And ignoring distance field lighting may be acceptable, I also know there are ways of having something stop casting lighting but still receive it, not to mention SSGI and SSDO will still work, so you’ll never be completely without GI coverage.

Ah alright, appreciate the advice and insight. I did experiment with Hardware Ray Tracing but had a few issue’s with it. I did recently discover the voxel setting, I tried turning it up but it didn’t help…turning it down actually helped but had light leaking in through cracks in the walls.

I may use Hardware Ray Tracing for my Cinematics.

Now that is some interesting behavior, turning it down helped? That is baffling. What were your problems with HWRT?

I don’t recall honestly…I think I was just having really serious performance issue’s at the time…ended up figuring out that the lights weren’t turning off I had put in the windows of all the buildings…turns out they really tank performance lol…I thought I was turning them off…anyway in my attempts at figuring it out I disabled HWRT I don’t think I was having any real issue’s with it. Once I fixed the window light issue my performance doubled.

I was using rect lights in the windows because it looked far more natural…I didn’t yet grasp the actual problem. Even optimizing the turning on and off of the lights I was still getting a serious performance hit when the first level lights would turn on as the player approached the buildings…that’s when I realized it would work for Cinematics but not for gameplay so I started searching for a solution…still haven’t found a solid one yet but at least I know it has something to do with the Lumen Scene and how it Apparently Simplifies a Model of them for the lighting…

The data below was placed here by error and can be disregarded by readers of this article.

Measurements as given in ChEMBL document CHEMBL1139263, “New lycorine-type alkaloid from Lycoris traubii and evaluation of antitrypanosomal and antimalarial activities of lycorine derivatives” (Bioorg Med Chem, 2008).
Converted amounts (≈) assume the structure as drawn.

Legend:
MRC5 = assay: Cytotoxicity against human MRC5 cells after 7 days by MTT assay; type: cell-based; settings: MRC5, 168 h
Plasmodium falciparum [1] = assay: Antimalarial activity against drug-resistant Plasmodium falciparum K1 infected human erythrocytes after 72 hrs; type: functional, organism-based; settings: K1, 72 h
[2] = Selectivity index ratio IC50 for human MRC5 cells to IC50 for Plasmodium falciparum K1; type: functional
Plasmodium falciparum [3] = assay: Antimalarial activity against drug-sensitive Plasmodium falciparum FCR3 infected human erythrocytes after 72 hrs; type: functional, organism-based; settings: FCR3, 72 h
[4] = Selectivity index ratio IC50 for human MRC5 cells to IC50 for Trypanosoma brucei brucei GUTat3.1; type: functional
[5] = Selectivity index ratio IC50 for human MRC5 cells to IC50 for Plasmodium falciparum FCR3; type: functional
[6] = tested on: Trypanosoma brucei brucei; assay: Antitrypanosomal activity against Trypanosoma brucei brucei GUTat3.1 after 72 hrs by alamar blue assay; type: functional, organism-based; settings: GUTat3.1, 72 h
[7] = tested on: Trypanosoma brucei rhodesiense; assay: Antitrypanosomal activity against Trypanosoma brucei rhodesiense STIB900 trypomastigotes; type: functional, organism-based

I should have taken a picture before deleting the compiled version but didn’t think of it…I tested this out and the reflections on the windows do look quite a bit better…I didn’t notice any improvement on the light vs window frames though…but Nanite is completely disabled in the 5.1 compiled version still…I guess it’s too sensitive to crashes while they are working on it.

I had a similar issue with interiors before realizing that lumen is pretty picky with how the geometry of the structure is set up. I had walls made up of one sided planes, and the same for exterior walls. For some reason, lumen doesn’t recognize this as an “interior” and is pretty finicky with one sided planes. Even setting the exterior walls to “shade as two sided” or making a two sided material didn’t fix this issue. Using the modelling tools, I duplicated the exterior wall mesh, flipped it, and recalculated normals so it was essentially a two sided mesh. This did the trick. I also had to extend and close off the floor with a two sided plane or the floor gets ignored by lumen. For some reason this also improved performance in my case.

In summary, basically close off the entire exterior with a two sided mesh, or use “solid” modular meshes to build the structure. This is how I got it to work. Hopefully this gets patched so lumen is more straight forward to use.

A few other notes. Epic games mentioned before that lumen prefers modular assets, so walls broken into pieces as opposed to one whole mesh, and also walls should be at least 10cm thick to avoid light bleed.

Thanks for the insight, The walls are paper thin but they are two sided like that, one side takes the outside material and the other takes a wall paper material the windows themselves are paper then but the frame isn’t it’s a fairly solid mesh and it’s connected to the walls but just removing the window didn’t help my case, I had to remove the window frame itself too…doing that and disabling distance field shadows on it actually helped but it still didn’t seem to let enough light in. The interior always looks unnaturally dark unless I disable distance field shadows on every wall with a window and then it looks natural but of course that leads to funny lighting on the mesh itself.